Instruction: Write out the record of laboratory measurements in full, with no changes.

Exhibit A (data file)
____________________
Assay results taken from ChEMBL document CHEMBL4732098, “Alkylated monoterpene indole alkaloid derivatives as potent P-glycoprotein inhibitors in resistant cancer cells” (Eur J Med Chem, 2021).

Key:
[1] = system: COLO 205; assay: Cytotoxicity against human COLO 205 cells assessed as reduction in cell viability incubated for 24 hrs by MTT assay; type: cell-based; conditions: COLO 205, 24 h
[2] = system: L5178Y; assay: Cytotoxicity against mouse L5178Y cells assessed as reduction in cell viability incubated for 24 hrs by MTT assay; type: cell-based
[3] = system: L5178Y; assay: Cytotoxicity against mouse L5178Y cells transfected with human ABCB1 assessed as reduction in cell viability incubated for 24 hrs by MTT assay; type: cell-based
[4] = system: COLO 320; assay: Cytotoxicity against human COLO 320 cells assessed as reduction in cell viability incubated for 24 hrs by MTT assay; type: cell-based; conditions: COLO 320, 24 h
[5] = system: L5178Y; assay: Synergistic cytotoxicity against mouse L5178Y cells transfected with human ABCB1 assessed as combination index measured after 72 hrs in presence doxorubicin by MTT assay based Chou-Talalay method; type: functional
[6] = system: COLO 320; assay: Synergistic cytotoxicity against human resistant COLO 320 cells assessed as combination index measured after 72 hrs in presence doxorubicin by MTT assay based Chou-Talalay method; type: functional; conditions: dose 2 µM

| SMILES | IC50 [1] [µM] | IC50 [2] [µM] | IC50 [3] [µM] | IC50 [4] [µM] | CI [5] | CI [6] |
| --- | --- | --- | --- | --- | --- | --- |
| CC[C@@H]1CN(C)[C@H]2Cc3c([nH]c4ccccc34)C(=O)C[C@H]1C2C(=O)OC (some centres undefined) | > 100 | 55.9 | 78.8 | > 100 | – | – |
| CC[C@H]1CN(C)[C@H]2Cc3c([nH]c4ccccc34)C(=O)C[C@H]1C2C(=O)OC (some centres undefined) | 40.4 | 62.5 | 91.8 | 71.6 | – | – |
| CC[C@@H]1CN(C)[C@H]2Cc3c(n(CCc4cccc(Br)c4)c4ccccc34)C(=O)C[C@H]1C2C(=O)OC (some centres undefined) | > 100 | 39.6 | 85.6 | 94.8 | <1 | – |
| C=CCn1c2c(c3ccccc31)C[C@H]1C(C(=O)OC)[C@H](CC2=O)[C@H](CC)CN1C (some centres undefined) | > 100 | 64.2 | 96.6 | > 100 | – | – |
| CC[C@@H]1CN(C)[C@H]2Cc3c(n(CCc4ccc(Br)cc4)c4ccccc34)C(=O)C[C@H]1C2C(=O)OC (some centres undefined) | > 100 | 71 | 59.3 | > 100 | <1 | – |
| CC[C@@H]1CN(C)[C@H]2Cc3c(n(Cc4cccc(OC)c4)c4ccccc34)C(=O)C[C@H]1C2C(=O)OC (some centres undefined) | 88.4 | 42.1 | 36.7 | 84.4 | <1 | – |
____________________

Assay results taken from ChEMBL document CHEMBL4732098, “Alkylated monoterpene indole alkaloid derivatives as potent P-glycoprotein inhibitors in resistant cancer cells” (Eur J Med Chem, 2021).

Key:
[1] = system: COLO 205; assay: Cytotoxicity against human COLO 205 cells assessed as reduction in cell viability incubated for 24 hrs by MTT assay; type: cell-based; conditions: COLO 205, 24 h
[2] = system: L5178Y; assay: Cytotoxicity against mouse L5178Y cells assessed as reduction in cell viability incubated for 24 hrs by MTT assay; type: cell-based
[3] = system: L5178Y; assay: Cytotoxicity against mouse L5178Y cells transfected with human ABCB1 assessed as reduction in cell viability incubated for 24 hrs by MTT assay; type: cell-based
[4] = system: COLO 320; assay: Cytotoxicity against human COLO 320 cells assessed as reduction in cell viability incubated for 24 hrs by MTT assay; type: cell-based; conditions: COLO 320, 24 h
[5] = system: L5178Y; assay: Synergistic cytotoxicity against mouse L5178Y cells transfected with human ABCB1 assessed as combination index measured after 72 hrs in presence doxorubicin by MTT assay based Chou-Talalay method; type: functional
[6] = system: COLO 320; assay: Synergistic cytotoxicity against human resistant COLO 320 cells assessed as combination index measured after 72 hrs in presence doxorubicin by MTT assay based Chou-Talalay method; type: functional; conditions: dose 2 µM

| SMILES | IC50 [1] [µM] | IC50 [2] [µM] | IC50 [3] [µM] | IC50 [4] [µM] | CI [5] | CI [6] |
| --- | --- | --- | --- | --- | --- | --- |
| CC[C@@H]1CN(C)[C@H]2Cc3c([nH]c4ccccc34)C(=O)C[C@H]1C2C(=O)OC (some centres undefined) | > 100 | 55.9 | 78.8 | > 100 | – | – |
| CC[C@H]1CN(C)[C@H]2Cc3c([nH]c4ccccc34)C(=O)C[C@H]1C2C(=O)OC (some centres undefined) | 40.4 | 62.5 | 91.8 | 71.6 | – | – |
| CC[C@@H]1CN(C)[C@H]2Cc3c(n(CCc4cccc(Br)c4)c4ccccc34)C(=O)C[C@H]1C2C(=O)OC (some centres undefined) | > 100 | 39.6 | 85.6 | 94.8 | <1 | – |
| C=CCn1c2c(c3ccccc31)C[C@H]1C(C(=O)OC)[C@H](CC2=O)[C@H](CC)CN1C (some centres undefined) | > 100 | 64.2 | 96.6 | > 100 | – | – |
| CC[C@@H]1CN(C)[C@H]2Cc3c(n(CCc4ccc(Br)cc4)c4ccccc34)C(=O)C[C@H]1C2C(=O)OC (some centres undefined) | > 100 | 71 | 59.3 | > 100 | <1 | – |
| CC[C@@H]1CN(C)[C@H]2Cc3c(n(Cc4cccc(OC)c4)c4ccccc34)C(=O)C[C@H]1C2C(=O)OC (some centres undefined) | 88.4 | 42.1 | 36.7 | 84.4 | <1 | – |